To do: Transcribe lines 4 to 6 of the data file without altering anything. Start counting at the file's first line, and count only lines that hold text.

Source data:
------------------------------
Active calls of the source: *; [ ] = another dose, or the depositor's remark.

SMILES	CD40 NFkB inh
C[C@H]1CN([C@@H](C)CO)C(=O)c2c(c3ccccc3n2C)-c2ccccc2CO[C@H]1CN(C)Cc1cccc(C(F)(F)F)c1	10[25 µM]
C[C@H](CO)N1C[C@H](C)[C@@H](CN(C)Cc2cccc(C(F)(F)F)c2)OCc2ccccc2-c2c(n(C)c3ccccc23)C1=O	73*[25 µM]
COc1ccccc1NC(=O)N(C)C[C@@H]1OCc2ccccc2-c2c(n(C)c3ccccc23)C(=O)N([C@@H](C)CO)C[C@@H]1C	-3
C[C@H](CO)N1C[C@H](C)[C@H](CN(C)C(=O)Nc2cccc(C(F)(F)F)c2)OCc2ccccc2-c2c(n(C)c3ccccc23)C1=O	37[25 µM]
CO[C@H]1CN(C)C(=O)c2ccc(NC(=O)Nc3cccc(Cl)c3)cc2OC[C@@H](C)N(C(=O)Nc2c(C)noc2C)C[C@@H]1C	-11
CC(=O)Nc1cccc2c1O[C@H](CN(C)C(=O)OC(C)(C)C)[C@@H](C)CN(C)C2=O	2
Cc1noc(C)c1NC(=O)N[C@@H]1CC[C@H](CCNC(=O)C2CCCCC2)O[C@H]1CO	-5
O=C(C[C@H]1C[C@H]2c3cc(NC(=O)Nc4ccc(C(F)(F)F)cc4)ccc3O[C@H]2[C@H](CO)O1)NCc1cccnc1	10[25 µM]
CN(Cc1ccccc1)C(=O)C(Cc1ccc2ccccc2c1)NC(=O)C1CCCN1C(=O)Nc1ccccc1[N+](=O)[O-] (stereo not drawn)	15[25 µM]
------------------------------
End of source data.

C[C@H](CO)N1C[C@H](C)[C@@H](CN(C)Cc2cccc(C(F)(F)F)c2)OCc2ccccc2-c2c(n(C)c3ccccc23)C1=O	73*[25 µM]
COc1ccccc1NC(=O)N(C)C[C@@H]1OCc2ccccc2-c2c(n(C)c3ccccc23)C(=O)N([C@@H](C)CO)C[C@@H]1C	-3
C[C@H](CO)N1C[C@H](C)[C@H](CN(C)C(=O)Nc2cccc(C(F)(F)F)c2)OCc2ccccc2-c2c(n(C)c3ccccc23)C1=O	37[25 µM]